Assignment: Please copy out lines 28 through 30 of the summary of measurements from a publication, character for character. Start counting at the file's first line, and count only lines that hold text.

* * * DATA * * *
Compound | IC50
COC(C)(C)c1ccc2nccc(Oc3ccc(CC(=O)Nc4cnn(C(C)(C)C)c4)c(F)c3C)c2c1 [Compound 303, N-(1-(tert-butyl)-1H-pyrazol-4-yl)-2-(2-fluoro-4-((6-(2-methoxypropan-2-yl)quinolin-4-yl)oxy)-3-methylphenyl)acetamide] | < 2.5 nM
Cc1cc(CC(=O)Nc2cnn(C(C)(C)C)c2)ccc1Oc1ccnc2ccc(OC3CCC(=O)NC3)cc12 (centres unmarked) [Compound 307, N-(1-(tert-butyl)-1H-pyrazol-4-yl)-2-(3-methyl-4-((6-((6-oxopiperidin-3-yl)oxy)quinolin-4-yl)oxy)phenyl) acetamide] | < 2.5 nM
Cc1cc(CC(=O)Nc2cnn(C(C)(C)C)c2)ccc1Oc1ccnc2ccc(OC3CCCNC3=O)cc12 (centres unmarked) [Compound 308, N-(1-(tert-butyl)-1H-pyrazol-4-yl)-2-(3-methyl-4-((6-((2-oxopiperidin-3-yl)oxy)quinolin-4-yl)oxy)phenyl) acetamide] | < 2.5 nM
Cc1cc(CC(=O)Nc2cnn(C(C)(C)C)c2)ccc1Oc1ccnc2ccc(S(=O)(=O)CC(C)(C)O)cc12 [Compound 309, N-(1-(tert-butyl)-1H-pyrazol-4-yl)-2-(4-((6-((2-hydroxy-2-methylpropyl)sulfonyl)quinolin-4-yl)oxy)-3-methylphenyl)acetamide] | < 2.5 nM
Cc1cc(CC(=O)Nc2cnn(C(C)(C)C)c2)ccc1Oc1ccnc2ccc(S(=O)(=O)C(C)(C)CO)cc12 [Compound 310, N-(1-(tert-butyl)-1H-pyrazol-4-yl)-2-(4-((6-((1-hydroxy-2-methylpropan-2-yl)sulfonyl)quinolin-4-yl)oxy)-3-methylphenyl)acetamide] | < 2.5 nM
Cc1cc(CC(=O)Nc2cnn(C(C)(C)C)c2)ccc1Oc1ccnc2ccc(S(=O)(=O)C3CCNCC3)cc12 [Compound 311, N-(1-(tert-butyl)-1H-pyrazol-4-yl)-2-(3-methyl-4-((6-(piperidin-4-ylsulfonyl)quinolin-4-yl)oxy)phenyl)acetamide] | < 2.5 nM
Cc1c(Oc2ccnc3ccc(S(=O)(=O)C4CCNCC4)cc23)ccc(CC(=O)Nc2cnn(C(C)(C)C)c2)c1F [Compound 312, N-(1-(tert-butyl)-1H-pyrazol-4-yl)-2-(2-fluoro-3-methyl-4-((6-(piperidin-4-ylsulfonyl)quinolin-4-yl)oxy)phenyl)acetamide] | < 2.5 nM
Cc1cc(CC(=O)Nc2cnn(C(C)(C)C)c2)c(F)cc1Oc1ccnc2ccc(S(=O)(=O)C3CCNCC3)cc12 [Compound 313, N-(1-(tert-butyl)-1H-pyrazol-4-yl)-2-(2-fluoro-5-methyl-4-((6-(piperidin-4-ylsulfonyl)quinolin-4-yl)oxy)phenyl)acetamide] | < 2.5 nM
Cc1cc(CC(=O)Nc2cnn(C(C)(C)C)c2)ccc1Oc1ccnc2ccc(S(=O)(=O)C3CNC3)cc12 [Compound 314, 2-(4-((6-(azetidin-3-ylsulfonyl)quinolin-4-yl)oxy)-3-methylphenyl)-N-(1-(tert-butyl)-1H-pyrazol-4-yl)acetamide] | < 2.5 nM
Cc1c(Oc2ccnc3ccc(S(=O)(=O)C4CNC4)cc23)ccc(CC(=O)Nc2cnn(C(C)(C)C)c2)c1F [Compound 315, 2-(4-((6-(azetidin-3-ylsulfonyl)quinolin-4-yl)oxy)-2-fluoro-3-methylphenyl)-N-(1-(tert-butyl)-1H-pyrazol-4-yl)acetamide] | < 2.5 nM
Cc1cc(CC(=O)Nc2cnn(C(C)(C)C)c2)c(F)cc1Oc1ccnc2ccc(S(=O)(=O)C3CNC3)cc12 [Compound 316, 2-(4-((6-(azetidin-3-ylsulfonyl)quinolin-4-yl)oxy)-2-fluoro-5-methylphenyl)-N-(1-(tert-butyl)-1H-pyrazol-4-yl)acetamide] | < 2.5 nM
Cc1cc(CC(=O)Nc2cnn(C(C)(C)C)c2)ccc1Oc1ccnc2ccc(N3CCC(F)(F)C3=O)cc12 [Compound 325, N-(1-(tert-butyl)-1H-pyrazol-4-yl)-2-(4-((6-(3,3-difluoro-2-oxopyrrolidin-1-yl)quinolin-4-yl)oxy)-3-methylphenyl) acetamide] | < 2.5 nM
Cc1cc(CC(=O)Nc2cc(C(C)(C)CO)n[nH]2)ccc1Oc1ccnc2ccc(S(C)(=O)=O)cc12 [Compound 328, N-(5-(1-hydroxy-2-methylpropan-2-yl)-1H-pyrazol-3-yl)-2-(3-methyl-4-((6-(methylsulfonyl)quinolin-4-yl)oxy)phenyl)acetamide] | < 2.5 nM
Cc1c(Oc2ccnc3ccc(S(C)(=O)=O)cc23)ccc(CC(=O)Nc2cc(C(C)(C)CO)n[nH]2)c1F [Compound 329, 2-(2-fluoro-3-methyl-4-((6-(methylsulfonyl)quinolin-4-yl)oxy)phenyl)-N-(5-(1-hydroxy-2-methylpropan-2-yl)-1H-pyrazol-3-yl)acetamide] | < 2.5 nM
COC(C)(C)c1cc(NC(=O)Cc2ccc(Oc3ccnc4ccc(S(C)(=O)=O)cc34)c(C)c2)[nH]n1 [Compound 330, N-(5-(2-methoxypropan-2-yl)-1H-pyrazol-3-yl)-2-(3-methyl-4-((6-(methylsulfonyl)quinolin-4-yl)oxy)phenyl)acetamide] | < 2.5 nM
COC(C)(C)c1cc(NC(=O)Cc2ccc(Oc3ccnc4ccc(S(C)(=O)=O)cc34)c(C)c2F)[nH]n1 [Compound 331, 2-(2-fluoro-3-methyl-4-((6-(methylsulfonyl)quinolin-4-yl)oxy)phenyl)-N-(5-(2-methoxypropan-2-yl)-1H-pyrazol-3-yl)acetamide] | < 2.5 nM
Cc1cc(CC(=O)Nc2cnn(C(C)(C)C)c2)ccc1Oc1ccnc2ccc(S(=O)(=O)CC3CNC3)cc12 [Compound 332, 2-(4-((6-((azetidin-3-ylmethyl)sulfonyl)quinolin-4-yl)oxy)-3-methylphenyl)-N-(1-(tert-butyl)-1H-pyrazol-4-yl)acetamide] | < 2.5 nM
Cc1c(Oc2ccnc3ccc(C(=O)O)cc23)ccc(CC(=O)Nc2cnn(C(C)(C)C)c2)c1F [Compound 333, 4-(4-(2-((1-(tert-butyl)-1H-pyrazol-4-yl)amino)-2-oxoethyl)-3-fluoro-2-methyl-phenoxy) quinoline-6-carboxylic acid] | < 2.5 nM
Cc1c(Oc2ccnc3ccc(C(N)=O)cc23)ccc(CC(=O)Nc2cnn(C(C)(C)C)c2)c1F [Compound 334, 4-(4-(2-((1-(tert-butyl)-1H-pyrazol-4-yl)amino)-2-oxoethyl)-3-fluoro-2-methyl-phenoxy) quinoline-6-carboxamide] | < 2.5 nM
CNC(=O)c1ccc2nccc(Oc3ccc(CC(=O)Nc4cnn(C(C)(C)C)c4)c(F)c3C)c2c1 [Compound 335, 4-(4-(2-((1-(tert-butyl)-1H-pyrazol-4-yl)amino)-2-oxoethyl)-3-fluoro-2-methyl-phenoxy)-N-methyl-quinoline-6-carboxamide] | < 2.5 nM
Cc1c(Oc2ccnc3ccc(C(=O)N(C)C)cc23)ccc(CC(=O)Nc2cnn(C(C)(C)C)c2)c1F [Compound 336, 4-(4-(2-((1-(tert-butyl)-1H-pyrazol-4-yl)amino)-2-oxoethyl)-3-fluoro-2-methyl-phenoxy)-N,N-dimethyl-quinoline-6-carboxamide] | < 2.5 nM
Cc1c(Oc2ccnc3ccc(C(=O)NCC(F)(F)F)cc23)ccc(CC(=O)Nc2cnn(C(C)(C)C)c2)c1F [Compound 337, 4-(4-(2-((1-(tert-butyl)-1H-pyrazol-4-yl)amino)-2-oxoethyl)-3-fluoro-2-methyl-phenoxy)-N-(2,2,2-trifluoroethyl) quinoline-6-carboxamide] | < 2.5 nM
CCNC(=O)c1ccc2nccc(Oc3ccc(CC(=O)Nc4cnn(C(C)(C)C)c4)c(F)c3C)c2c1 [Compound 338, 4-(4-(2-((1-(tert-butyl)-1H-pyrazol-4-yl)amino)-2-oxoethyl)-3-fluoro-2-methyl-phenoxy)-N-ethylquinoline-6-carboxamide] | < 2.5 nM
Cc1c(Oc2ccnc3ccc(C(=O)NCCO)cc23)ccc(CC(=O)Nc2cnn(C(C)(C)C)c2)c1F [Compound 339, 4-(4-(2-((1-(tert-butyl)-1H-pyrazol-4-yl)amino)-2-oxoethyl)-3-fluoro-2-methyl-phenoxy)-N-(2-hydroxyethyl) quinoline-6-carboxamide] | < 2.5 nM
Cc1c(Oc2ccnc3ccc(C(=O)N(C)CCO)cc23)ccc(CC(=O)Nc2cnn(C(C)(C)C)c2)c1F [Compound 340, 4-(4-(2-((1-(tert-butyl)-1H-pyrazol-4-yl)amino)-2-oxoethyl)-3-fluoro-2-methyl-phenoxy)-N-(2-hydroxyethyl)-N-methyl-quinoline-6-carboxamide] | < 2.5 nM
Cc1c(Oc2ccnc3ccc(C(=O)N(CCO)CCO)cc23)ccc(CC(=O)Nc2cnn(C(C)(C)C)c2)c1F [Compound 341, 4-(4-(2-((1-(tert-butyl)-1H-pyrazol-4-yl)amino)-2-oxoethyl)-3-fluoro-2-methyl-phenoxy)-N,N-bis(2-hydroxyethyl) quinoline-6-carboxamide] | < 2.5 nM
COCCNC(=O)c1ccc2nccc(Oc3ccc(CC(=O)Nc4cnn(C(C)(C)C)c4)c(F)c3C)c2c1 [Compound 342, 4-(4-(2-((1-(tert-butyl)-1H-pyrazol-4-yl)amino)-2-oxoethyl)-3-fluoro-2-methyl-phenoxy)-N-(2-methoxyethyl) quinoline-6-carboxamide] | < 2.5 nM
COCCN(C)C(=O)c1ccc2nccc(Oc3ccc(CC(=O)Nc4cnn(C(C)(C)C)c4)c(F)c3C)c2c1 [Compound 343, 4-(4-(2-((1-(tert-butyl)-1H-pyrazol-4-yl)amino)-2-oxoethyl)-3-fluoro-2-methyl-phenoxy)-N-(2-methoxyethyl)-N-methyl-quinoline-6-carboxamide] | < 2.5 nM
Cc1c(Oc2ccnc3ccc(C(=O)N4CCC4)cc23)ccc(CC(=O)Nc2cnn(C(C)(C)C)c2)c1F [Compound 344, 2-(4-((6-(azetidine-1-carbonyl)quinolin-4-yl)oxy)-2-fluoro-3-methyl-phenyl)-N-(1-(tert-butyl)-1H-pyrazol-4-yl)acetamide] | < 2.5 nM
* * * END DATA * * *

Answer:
COCCNC(=O)c1ccc2nccc(Oc3ccc(CC(=O)Nc4cnn(C(C)(C)C)c4)c(F)c3C)c2c1 [Compound 342, 4-(4-(2-((1-(tert-butyl)-1H-pyrazol-4-yl)amino)-2-oxoethyl)-3-fluoro-2-methyl-phenoxy)-N-(2-methoxyethyl) quinoline-6-carboxamide] | < 2.5 nM
COCCN(C)C(=O)c1ccc2nccc(Oc3ccc(CC(=O)Nc4cnn(C(C)(C)C)c4)c(F)c3C)c2c1 [Compound 343, 4-(4-(2-((1-(tert-butyl)-1H-pyrazol-4-yl)amino)-2-oxoethyl)-3-fluoro-2-methyl-phenoxy)-N-(2-methoxyethyl)-N-methyl-quinoline-6-carboxamide] | < 2.5 nM
Cc1c(Oc2ccnc3ccc(C(=O)N4CCC4)cc23)ccc(CC(=O)Nc2cnn(C(C)(C)C)c2)c1F [Compound 344, 2-(4-((6-(azetidine-1-carbonyl)quinolin-4-yl)oxy)-2-fluoro-3-methyl-phenyl)-N-(1-(tert-butyl)-1H-pyrazol-4-yl)acetamide] | < 2.5 nM